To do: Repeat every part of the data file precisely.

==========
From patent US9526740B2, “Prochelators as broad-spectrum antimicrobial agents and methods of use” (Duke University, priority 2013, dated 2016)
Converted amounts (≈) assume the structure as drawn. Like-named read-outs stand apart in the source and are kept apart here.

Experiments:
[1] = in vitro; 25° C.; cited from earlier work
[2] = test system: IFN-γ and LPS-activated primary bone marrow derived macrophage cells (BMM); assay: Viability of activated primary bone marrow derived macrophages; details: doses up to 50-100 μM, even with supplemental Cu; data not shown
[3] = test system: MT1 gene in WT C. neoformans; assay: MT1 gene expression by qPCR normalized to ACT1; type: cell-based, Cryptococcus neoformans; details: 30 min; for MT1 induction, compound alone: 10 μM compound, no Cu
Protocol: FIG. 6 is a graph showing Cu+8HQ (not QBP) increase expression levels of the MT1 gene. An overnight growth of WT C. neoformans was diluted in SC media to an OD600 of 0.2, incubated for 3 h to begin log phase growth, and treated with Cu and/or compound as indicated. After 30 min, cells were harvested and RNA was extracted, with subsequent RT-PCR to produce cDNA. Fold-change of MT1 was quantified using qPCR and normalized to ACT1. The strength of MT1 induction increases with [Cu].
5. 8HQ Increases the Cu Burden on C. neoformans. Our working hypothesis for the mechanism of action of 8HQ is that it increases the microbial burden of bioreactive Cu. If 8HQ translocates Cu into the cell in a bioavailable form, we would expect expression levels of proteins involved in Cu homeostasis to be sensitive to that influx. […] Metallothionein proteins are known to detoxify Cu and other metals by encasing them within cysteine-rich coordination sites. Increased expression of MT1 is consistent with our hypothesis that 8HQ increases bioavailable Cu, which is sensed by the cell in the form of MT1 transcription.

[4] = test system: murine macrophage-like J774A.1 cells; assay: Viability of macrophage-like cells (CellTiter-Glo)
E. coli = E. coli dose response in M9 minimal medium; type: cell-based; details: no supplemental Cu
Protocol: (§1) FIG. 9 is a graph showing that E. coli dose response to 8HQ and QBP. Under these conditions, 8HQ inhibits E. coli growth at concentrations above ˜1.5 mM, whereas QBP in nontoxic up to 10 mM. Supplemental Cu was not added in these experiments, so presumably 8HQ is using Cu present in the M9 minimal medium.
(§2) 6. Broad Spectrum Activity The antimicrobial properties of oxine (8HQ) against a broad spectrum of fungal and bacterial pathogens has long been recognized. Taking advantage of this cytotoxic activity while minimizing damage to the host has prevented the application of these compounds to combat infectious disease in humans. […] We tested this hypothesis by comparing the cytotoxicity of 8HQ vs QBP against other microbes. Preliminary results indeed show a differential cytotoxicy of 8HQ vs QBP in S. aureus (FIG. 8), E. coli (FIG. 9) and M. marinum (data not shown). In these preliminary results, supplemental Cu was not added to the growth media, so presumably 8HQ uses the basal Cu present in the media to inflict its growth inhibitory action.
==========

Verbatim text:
From patent US9526740B2, “Prochelators as broad-spectrum antimicrobial agents and methods of use” (Duke University, priority 2013, dated 2016)
Converted amounts (≈) assume the structure as drawn. Like-named read-outs stand apart in the source and are kept apart here.

Experiments:
[1] = in vitro; 25° C.; cited from earlier work
[2] = test system: IFN-γ and LPS-activated primary bone marrow derived macrophage cells (BMM); assay: Viability of activated primary bone marrow derived macrophages; details: doses up to 50-100 μM, even with supplemental Cu; data not shown
[3] = test system: MT1 gene in WT C. neoformans; assay: MT1 gene expression by qPCR normalized to ACT1; type: cell-based, Cryptococcus neoformans; details: 30 min; for MT1 induction, compound alone: 10 μM compound, no Cu
Protocol: FIG. 6 is a graph showing Cu+8HQ (not QBP) increase expression levels of the MT1 gene. An overnight growth of WT C. neoformans was diluted in SC media to an OD600 of 0.2, incubated for 3 h to begin log phase growth, and treated with Cu and/or compound as indicated. After 30 min, cells were harvested and RNA was extracted, with subsequent RT-PCR to produce cDNA. Fold-change of MT1 was quantified using qPCR and normalized to ACT1. The strength of MT1 induction increases with [Cu].
5. 8HQ Increases the Cu Burden on C. neoformans. Our working hypothesis for the mechanism of action of 8HQ is that it increases the microbial burden of bioreactive Cu. If 8HQ translocates Cu into the cell in a bioavailable form, we would expect expression levels of proteins involved in Cu homeostasis to be sensitive to that influx. […] Metallothionein proteins are known to detoxify Cu and other metals by encasing them within cysteine-rich coordination sites. Increased expression of MT1 is consistent with our hypothesis that 8HQ increases bioavailable Cu, which is sensed by the cell in the form of MT1 transcription.

[4] = test system: murine macrophage-like J774A.1 cells; assay: Viability of macrophage-like cells (CellTiter-Glo)
E. coli = E. coli dose response in M9 minimal medium; type: cell-based; details: no supplemental Cu
Protocol: (§1) FIG. 9 is a graph showing that E. coli dose response to 8HQ and QBP. Under these conditions, 8HQ inhibits E. coli growth at concentrations above ˜1.5 mM, whereas QBP in nontoxic up to 10 mM. Supplemental Cu was not added in these experiments, so presumably 8HQ is using Cu present in the M9 minimal medium.
(§2) 6. Broad Spectrum Activity The antimicrobial properties of oxine (8HQ) against a broad spectrum of fungal and bacterial pathogens has long been recognized. Taking advantage of this cytotoxic activity while minimizing damage to the host has prevented the application of these compounds to combat infectious disease in humans. […] We tested this hypothesis by comparing the cytotoxicity of 8HQ vs QBP against other microbes. Preliminary results indeed show a differential cytotoxicy of 8HQ vs QBP in S. aureus (FIG. 8), E. coli (FIG. 9) and M. marinum (data not shown). In these preliminary results, supplemental Cu was not added to the growth media, so presumably 8HQ uses the basal Cu present in the media to inflict its growth inhibitory action.